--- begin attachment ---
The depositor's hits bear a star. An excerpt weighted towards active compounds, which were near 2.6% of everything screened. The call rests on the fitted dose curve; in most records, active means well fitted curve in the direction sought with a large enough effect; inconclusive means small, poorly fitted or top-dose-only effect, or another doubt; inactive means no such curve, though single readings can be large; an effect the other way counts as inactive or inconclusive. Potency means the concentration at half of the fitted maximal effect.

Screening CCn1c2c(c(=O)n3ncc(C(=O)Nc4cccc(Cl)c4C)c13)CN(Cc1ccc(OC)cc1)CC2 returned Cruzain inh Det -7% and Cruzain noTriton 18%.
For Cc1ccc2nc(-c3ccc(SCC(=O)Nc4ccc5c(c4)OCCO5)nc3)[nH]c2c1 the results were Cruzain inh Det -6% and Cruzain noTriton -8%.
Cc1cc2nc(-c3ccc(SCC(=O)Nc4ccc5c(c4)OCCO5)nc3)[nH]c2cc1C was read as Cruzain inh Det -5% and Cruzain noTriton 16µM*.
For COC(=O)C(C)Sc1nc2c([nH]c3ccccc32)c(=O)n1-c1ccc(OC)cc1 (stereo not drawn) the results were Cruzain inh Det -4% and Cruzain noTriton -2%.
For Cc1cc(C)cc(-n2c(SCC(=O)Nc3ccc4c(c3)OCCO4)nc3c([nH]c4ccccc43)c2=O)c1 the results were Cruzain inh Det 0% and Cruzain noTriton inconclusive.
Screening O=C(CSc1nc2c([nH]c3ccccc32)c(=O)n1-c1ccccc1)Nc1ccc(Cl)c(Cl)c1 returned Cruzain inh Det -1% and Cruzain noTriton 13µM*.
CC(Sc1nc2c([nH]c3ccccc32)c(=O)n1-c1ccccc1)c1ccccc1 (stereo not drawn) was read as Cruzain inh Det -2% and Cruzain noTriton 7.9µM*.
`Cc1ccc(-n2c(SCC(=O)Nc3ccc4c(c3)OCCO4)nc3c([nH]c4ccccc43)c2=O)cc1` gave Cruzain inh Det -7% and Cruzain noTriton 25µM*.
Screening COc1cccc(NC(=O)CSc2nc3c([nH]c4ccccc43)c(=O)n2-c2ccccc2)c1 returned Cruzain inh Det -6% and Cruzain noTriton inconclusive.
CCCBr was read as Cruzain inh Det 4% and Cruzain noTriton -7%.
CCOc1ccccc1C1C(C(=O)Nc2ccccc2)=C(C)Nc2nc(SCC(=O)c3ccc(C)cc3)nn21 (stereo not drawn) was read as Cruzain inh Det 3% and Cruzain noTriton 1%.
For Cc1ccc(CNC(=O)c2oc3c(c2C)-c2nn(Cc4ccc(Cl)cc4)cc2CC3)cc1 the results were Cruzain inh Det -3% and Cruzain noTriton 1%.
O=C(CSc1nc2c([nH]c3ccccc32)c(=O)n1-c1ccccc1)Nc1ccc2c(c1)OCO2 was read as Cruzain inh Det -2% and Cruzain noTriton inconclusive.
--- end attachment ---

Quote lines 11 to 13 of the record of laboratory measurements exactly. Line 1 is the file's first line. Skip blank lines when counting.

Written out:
CCCBr was read as Cruzain inh Det 4% and Cruzain noTriton -7%.
CCOc1ccccc1C1C(C(=O)Nc2ccccc2)=C(C)Nc2nc(SCC(=O)c3ccc(C)cc3)nn21 (stereo not drawn) was read as Cruzain inh Det 3% and Cruzain noTriton 1%.
For Cc1ccc(CNC(=O)c2oc3c(c2C)-c2nn(Cc4ccc(Cl)cc4)cc2CC3)cc1 the results were Cruzain inh Det -3% and Cruzain noTriton 1%.